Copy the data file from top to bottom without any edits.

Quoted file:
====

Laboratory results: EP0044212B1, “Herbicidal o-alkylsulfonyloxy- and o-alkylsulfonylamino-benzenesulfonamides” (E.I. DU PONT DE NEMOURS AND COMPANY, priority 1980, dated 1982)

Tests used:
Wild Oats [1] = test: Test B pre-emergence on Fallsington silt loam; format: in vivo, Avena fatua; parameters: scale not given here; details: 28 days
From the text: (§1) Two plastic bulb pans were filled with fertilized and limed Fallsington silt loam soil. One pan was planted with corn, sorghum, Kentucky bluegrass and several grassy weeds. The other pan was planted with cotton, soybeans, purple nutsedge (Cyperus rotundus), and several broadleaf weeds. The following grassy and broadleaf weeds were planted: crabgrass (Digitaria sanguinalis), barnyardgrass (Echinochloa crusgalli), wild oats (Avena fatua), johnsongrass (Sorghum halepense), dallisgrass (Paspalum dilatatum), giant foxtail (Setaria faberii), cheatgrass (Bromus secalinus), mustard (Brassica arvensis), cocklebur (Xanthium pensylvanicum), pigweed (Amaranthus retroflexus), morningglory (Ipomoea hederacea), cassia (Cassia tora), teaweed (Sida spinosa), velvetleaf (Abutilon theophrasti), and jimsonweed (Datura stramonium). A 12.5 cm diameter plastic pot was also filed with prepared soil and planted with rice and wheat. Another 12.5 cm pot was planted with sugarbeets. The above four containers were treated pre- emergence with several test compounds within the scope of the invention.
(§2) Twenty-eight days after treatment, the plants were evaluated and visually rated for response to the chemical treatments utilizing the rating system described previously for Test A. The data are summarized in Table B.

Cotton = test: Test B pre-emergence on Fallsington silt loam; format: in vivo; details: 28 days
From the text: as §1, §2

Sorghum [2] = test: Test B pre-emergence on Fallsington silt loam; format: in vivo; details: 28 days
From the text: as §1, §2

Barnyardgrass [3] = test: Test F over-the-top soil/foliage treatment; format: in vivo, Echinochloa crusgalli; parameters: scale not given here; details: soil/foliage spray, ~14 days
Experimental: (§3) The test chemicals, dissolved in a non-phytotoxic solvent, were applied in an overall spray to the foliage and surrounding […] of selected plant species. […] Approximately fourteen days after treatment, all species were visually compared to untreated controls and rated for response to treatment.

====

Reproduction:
Laboratory results: EP0044212B1, “Herbicidal o-alkylsulfonyloxy- and o-alkylsulfonylamino-benzenesulfonamides” (E.I. DU PONT DE NEMOURS AND COMPANY, priority 1980, dated 1982)

Tests used:
Wild Oats [1] = test: Test B pre-emergence on Fallsington silt loam; format: in vivo, Avena fatua; parameters: scale not given here; details: 28 days
From the text: (§1) Two plastic bulb pans were filled with fertilized and limed Fallsington silt loam soil. One pan was planted with corn, sorghum, Kentucky bluegrass and several grassy weeds. The other pan was planted with cotton, soybeans, purple nutsedge (Cyperus rotundus), and several broadleaf weeds. The following grassy and broadleaf weeds were planted: crabgrass (Digitaria sanguinalis), barnyardgrass (Echinochloa crusgalli), wild oats (Avena fatua), johnsongrass (Sorghum halepense), dallisgrass (Paspalum dilatatum), giant foxtail (Setaria faberii), cheatgrass (Bromus secalinus), mustard (Brassica arvensis), cocklebur (Xanthium pensylvanicum), pigweed (Amaranthus retroflexus), morningglory (Ipomoea hederacea), cassia (Cassia tora), teaweed (Sida spinosa), velvetleaf (Abutilon theophrasti), and jimsonweed (Datura stramonium). A 12.5 cm diameter plastic pot was also filed with prepared soil and planted with rice and wheat. Another 12.5 cm pot was planted with sugarbeets. The above four containers were treated pre- emergence with several test compounds within the scope of the invention.
(§2) Twenty-eight days after treatment, the plants were evaluated and visually rated for response to the chemical treatments utilizing the rating system described previously for Test A. The data are summarized in Table B.

Cotton = test: Test B pre-emergence on Fallsington silt loam; format: in vivo; details: 28 days
From the text: as §1, §2

Sorghum [2] = test: Test B pre-emergence on Fallsington silt loam; format: in vivo; details: 28 days
From the text: as §1, §2

Barnyardgrass [3] = test: Test F over-the-top soil/foliage treatment; format: in vivo, Echinochloa crusgalli; parameters: scale not given here; details: soil/foliage spray, ~14 days
Experimental: (§3) The test chemicals, dissolved in a non-phytotoxic solvent, were applied in an overall spray to the foliage and surrounding […] of selected plant species. […] Approximately fourteen days after treatment, all species were visually compared to untreated controls and rated for response to treatment.